Prednisone and Mood Swings

People who have been prescribed prednisone may have experienced one of this medication's most troublesome and talked-about side effects—mood swings.

These changes can be so problematic that someone on prednisone who's ever been diagnosed with clinical depression or another psychiatric disorder may need to be working with a psychiatrist while on the drug.

Regardless of mental health history, if a healthcare provider wants to prescribe prednisone, it may help to have an understanding of how it may affect mood.

Doctor and patient
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Prednisone and Mood Swings

Prednisone is a corticosteroid prescribed to relieve inflammation in the body. Some of the conditions that prednisone is used to treat include inflammatory bowel disease (IBD), some autoimmune diseases, asthma, and other allergic disorders. It's an effective drug, it's inexpensive, and it's prescribed a lot for many conditions.

A person may need to take prednisone for only a short amount of time (often called a "short course") or it may be prescribed for an extended period. In either case, it can have effects on mood which have been described as everything from euphoria to anxiety, anger, and depression.

These feelings can pinball back and forth in quick succession and seem to come about for no reason and without provocation. In other words, a person receiving prednisone may find themselves feeling incredibly sad or mad and have absolutely no idea why.

Prednisone has been associated with more serious problems such as psychotic disorders, delusions, and dementia.

When there's a concern that the changes have gone beyond a mood or a feeling and have become a concern that limits life activities or seems dangerous in any way, the problem should be reported to a healthcare provider right away.

Changes in mood caused by prednisone usually go away once a person stops taking the drug. However, discontinuing prednisone must be done gradually and according to the schedule that is prescribed by a healthcare provider. It's also often necessary to taper off prednisone slowly because a change in treatment might be necessary.

The adrenal glands make cortisol, a substance similar to prednisone and, they need to be given the opportunity to take over production again. If not, there can be side effects such as fatigue, or there can be complications.

Getting off the Emotional Seesaw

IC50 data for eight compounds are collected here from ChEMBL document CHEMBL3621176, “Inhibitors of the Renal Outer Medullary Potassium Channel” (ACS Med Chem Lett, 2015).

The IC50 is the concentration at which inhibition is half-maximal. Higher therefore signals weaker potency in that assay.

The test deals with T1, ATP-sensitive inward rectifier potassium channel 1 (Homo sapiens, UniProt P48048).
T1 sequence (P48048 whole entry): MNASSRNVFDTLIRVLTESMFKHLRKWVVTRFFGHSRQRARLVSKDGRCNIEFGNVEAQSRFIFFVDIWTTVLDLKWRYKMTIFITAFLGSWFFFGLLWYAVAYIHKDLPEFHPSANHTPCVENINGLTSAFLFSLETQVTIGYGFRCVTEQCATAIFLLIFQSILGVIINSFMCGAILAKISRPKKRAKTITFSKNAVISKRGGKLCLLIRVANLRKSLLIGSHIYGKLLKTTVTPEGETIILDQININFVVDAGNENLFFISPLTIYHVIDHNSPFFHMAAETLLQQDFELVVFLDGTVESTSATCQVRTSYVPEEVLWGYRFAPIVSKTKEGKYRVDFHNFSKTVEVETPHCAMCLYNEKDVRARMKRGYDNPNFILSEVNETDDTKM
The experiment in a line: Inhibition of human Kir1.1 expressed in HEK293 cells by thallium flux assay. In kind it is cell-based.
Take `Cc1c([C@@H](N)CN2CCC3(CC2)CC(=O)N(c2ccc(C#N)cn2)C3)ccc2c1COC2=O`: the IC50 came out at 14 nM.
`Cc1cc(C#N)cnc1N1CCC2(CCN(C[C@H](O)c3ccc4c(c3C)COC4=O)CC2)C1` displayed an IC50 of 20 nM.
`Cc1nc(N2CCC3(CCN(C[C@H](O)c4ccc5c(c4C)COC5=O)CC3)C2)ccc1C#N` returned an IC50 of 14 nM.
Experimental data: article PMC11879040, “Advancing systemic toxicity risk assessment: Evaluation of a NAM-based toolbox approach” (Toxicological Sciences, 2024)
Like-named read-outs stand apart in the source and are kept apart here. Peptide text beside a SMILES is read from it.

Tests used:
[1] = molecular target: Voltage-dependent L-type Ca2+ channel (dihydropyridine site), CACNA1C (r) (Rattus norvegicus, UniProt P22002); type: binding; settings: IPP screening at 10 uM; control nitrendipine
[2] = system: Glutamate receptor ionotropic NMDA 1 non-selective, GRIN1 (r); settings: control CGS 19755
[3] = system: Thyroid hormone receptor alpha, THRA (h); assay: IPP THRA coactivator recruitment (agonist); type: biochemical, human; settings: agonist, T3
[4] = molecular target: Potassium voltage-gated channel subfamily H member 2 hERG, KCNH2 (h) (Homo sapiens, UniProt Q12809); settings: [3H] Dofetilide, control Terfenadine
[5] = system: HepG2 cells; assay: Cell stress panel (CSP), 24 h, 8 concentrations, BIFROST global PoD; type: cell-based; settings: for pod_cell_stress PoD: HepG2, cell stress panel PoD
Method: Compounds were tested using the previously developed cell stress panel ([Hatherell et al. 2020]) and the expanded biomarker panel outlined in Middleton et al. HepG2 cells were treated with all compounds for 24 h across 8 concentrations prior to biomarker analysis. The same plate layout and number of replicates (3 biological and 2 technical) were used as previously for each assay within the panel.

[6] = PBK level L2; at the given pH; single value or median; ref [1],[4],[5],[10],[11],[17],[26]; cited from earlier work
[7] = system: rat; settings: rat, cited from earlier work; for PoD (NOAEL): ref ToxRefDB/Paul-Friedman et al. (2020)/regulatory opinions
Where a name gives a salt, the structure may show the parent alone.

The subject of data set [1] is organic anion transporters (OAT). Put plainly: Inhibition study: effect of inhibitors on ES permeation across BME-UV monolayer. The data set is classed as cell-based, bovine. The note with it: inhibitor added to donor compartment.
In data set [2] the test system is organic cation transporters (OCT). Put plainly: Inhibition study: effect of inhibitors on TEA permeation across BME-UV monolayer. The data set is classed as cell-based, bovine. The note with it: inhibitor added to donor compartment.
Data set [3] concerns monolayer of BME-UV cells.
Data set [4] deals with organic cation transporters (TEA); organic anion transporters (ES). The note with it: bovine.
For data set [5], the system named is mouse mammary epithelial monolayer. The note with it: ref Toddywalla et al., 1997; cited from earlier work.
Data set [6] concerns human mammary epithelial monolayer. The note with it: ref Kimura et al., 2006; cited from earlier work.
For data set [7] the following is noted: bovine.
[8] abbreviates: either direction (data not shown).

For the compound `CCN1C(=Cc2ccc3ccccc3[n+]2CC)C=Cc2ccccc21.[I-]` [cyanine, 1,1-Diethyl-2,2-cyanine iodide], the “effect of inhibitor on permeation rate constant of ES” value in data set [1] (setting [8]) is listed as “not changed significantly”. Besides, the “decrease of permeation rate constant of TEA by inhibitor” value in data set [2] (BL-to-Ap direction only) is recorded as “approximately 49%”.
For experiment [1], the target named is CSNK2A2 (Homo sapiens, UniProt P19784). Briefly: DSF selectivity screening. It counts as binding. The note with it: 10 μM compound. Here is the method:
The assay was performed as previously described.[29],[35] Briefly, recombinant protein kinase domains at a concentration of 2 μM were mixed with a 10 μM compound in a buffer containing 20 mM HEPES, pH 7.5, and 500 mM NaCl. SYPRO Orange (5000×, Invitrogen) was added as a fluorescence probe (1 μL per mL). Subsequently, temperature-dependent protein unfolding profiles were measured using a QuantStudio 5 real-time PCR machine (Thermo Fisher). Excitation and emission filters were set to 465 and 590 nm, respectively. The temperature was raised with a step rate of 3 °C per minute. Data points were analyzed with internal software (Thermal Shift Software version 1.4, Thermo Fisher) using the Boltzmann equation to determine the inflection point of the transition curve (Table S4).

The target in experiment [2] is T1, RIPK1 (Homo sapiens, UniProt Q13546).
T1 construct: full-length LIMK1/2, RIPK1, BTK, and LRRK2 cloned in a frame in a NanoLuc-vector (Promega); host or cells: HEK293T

Not everybody has mood changes while taking prednisone, and most of the time the effects are considered "mild" (though it might not feel that way at the time). Knowing that mood swings are a possibility and that they can be variable is the first step in coping with them.

The second step is learning how to recognize when they happen and understanding that they're not necessarily connected to an event. Here are some tips for coping:

  • Talk to your healthcare provider about the potential for mood swings, and find out what to do if there are changes in behavior that are extreme or that interfere with daily activities (such as work, school, and social events).
  • Tell family members and friends about prednisone and that a common side effect is something that can appear to be irrationality or rapid changes in mood. This may help in instilling understanding and empathy if any mood swings do occur.
  • Be prepared and get into the habit of using stress relief tools (meditation, mindfulness, calming rituals) to be one step ahead of the game if they're needed.
  • Do regular check-ins on your current emotional state. Are there moods that feelings that are outsized compared to what's actually happening? If it's not clear, check in with a trusted friend or loved one for perspective.

A Word From Verywell

A course of prednisone can be challenging when it comes to side effects. The physical side effects can be extreme but the mental ones are less often discussed and can be damaging to relationships.

Understanding that mood swings are caused by the medication and explaining what's happening to friends, family, and coworkers can help in getting through a course of prednisone without too much emotional damage.

2 Sources
Verywell Health uses only high-quality sources, including peer-reviewed studies, to support the facts within our articles. Read our editorial process to learn more about how we fact-check and keep our content accurate, reliable, and trustworthy.
  1. Kenna HA, Poon AW, De los angeles CP, Koran LM. Psychiatric complications of treatment with corticosteroids: review with case report. Psychiatry Clin Neurosci. 2011;65(6):549-60. doi:10.1111/j.1440-1819.2011.02260.x

  2. Brown ES, Chandler PA. Mood and cognitive changes during systemic corticosteroid therapyPrim Care Companion J Clin Psychiatry. 2001;3(1):17–21. doi:10.4088/pcc.v03n0104

By Amber J. Tresca
Amber J. Tresca is a freelance writer and speaker who covers digestive conditions, including IBD. She was diagnosed with ulcerative colitis at age 16.